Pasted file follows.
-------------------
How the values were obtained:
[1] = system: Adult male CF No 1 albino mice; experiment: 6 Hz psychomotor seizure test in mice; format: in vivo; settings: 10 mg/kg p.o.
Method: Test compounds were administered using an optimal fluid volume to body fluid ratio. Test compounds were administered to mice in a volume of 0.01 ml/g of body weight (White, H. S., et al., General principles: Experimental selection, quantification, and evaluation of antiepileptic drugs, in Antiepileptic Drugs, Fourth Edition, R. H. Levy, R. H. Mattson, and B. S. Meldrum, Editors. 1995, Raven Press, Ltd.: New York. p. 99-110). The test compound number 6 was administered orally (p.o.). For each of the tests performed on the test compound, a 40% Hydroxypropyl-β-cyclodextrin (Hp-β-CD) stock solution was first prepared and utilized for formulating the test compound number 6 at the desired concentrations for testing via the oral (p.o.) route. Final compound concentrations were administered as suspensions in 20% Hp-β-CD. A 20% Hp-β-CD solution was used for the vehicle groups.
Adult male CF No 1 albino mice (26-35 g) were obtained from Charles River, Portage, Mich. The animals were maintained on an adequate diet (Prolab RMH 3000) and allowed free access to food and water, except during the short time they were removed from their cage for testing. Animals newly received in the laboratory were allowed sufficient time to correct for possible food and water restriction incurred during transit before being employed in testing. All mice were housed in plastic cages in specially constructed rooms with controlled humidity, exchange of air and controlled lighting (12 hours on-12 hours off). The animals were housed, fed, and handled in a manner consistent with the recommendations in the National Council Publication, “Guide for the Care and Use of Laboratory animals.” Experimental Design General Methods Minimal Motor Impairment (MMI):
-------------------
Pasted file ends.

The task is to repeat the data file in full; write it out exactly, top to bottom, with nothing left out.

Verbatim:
How the values were obtained:
[1] = system: Adult male CF No 1 albino mice; experiment: 6 Hz psychomotor seizure test in mice; format: in vivo; settings: 10 mg/kg p.o.
Method: Test compounds were administered using an optimal fluid volume to body fluid ratio. Test compounds were administered to mice in a volume of 0.01 ml/g of body weight (White, H. S., et al., General principles: Experimental selection, quantification, and evaluation of antiepileptic drugs, in Antiepileptic Drugs, Fourth Edition, R. H. Levy, R. H. Mattson, and B. S. Meldrum, Editors. 1995, Raven Press, Ltd.: New York. p. 99-110). The test compound number 6 was administered orally (p.o.). For each of the tests performed on the test compound, a 40% Hydroxypropyl-β-cyclodextrin (Hp-β-CD) stock solution was first prepared and utilized for formulating the test compound number 6 at the desired concentrations for testing via the oral (p.o.) route. Final compound concentrations were administered as suspensions in 20% Hp-β-CD. A 20% Hp-β-CD solution was used for the vehicle groups.
Adult male CF No 1 albino mice (26-35 g) were obtained from Charles River, Portage, Mich. The animals were maintained on an adequate diet (Prolab RMH 3000) and allowed free access to food and water, except during the short time they were removed from their cage for testing. Animals newly received in the laboratory were allowed sufficient time to correct for possible food and water restriction incurred during transit before being employed in testing. All mice were housed in plastic cages in specially constructed rooms with controlled humidity, exchange of air and controlled lighting (12 hours on-12 hours off). The animals were housed, fed, and handled in a manner consistent with the recommendations in the National Council Publication, “Guide for the Care and Use of Laboratory animals.” Experimental Design General Methods Minimal Motor Impairment (MMI):